The library at Penrhyn

The library at Penrhyn Castle. The billiard table is made of slate from the nearby quarries. ©NTPL/Andreas von Einsiedel

Mark Purcell, the National Trust’s libraries curator, has just produced an article in The Book Collector about the library at Penrhyn Castle, Gwynedd, which has now been fully catalogued. The books at Penrhyn were allocated to the National Trust in lieu of inheritance tax in 2002.

The exterior of the library and the passage to the keep at Penrhyn Castle. ©NTPL/Matthew Antrobus

Like the rest of the house (some of which has been shown in previous posts), the library was designed by the architect Thomas Hopper (1776-1856) in the neo-Norman style. This particular room was inspired by the Norman architecture of the church of St Peter, Tickencote, Rutland. The library still contains a book by John Carter of 1796, Ancient Architecture of England, which illustrates the church.

One of the neo-Norman bookcases in the library. ©NTPL/Michael Caldwell

The house was built for George Hay Dawkins-Pennant (1764-1840), whose wealth came from slaves, sugar and slate. As Mark has found, however, his taste in books, and that of his immediate family and descendants, was not particularly nouveau riche. It is an attractive nineteenth-century gentleman’s library, with a mixture of grand and ordinary books that reflect the family’s interest at the time. 

©NTPL/Andreas von Einsiedel

The books reflect a number of themes that Mark characterises as: ‘power politics, and high finance; art collecting; geology; a controversial inheritance, based on slaves and slate and on money which some even at the time thought to be tainted; self-sufficiency in reading matter in a remote and mostly Welsh-speaking district.’

5 Responses to “The library at Penrhyn”

  1. Barbara Says:

    Lovely bookcases. Apparently power politics & high finance were deemed as necessary in rural Wales, as they were in bustling London. Then & now. Over here & over there. Some things change, and some things remain the same.

  2. Emile de Bruijn Says:

    Yes at the time the Penrhyn estate provided not just employment, but also many of the functions that today would be undertaken by local government, such as the building and maintaining of housing, schools, churches, roads, etc.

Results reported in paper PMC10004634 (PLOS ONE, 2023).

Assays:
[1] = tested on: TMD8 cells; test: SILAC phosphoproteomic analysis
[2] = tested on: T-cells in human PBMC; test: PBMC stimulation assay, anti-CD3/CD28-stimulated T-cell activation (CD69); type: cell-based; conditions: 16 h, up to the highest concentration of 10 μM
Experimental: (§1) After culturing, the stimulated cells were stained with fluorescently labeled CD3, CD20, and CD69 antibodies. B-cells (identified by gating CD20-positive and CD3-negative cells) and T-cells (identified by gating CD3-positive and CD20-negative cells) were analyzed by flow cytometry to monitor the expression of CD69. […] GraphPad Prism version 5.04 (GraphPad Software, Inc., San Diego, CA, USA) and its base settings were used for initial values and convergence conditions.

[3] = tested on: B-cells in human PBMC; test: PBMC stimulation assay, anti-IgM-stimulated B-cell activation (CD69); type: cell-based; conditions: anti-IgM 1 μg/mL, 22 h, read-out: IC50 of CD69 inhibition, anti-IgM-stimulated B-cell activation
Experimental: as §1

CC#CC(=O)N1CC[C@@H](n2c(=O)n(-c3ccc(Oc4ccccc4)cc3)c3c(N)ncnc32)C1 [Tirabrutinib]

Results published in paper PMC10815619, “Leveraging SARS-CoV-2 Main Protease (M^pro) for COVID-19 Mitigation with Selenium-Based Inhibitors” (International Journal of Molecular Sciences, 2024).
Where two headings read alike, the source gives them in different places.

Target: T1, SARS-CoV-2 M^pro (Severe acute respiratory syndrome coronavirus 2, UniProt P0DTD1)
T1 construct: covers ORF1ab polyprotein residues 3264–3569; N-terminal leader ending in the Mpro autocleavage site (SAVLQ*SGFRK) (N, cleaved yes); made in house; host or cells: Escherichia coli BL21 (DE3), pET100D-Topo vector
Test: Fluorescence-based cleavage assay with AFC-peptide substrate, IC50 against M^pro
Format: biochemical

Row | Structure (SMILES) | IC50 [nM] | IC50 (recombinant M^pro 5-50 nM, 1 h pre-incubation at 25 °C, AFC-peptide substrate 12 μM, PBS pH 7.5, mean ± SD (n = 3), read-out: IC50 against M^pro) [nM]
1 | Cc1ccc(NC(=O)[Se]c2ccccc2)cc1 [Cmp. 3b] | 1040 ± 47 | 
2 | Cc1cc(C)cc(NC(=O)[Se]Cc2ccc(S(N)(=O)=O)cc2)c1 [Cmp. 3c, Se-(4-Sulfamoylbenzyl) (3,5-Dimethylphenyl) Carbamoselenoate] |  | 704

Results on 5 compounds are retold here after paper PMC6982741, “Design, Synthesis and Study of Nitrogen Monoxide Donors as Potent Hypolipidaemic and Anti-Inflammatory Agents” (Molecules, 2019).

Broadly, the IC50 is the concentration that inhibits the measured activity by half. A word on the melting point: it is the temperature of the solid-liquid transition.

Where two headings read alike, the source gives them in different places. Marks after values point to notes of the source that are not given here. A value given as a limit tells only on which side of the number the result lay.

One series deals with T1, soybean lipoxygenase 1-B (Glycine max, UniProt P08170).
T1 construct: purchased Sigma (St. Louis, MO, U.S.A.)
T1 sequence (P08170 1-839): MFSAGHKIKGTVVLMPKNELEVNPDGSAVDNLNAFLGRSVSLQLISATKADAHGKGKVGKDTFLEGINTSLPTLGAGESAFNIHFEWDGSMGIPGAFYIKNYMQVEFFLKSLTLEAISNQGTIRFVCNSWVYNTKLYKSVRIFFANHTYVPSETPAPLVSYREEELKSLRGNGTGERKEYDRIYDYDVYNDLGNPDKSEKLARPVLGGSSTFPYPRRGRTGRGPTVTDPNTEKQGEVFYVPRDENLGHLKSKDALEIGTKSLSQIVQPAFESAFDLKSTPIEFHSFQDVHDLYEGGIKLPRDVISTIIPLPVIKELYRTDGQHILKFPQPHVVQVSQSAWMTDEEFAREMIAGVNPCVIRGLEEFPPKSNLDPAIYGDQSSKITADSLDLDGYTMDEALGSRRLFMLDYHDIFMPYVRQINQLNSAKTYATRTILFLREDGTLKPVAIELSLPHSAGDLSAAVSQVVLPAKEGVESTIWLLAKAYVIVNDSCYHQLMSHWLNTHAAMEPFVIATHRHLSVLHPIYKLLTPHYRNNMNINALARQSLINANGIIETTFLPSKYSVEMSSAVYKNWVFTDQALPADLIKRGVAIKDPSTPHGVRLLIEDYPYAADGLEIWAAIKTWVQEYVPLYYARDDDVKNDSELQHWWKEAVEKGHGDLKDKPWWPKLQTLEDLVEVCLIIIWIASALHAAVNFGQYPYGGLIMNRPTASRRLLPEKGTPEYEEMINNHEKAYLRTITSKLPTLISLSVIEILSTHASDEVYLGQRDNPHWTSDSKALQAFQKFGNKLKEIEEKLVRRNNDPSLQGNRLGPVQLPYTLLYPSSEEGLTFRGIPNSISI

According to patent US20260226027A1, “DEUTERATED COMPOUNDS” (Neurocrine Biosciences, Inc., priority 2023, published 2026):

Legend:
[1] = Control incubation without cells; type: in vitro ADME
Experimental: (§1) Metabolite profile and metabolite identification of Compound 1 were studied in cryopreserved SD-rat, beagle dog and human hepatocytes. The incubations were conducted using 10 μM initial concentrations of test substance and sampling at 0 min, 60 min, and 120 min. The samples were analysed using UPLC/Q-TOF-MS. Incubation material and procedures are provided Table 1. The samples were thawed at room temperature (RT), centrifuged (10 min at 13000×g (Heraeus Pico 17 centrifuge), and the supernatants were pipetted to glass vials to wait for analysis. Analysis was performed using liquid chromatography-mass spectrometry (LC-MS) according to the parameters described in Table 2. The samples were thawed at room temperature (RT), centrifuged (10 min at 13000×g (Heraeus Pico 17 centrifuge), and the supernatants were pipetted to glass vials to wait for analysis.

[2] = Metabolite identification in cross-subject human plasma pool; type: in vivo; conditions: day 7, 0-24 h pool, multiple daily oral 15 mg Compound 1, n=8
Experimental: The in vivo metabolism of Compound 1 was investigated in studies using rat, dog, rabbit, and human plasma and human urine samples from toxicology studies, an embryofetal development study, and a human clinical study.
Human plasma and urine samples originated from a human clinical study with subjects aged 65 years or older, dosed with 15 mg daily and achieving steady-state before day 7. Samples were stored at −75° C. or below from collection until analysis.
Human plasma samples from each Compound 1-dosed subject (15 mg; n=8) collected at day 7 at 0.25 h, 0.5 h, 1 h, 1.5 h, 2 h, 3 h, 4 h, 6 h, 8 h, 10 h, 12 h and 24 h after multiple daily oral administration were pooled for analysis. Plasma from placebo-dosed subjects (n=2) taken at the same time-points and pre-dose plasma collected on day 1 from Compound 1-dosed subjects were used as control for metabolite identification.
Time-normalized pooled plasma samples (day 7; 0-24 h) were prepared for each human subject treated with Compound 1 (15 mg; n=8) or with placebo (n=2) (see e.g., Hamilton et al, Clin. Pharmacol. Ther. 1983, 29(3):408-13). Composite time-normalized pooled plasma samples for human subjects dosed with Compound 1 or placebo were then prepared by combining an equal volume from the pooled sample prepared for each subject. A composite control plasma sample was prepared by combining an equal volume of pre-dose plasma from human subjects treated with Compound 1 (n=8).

The quarry employed about 3,000 men, and there were 618 farms and 873 cottages on the estate. It was also a kind of multinational company, moving slate, sugar, cotton, and – before Abolition – slaves back and forth across the Atlantic.

  3. Janet Says:

    Funny how one’s personality can be so patently reflected in one’s library. Love the neo-Norman architecture!

  4. Emile de Bruijn Says:

    Yes, Courtney (of Style Court fame) can also wax lyrical about her library and what is says about her. I think it reveals her need for control, as she never lets them grow beyond a certain number 🙂

    Mark has also studied the bookplates in the Penrhyn books, to try to find out who bought and read what. However, he found that they can be very confusing, as later generations sometimes stuck their own bookplates in inherited books. So interesting, but not reliable.

  5. visitinghousesandgardens Says:

    I visited here last week. I’m still not sure if I like it but it might be because I got ‘Victorian house fatigue’ because of how many rooms there are to view. The same happened at Waddesdon. I perked up slightly when I got to the final picture room. I’ll be checking out your posts on the house because no pictures were allowed inside. Do you know why? Is it to do with the paintings?

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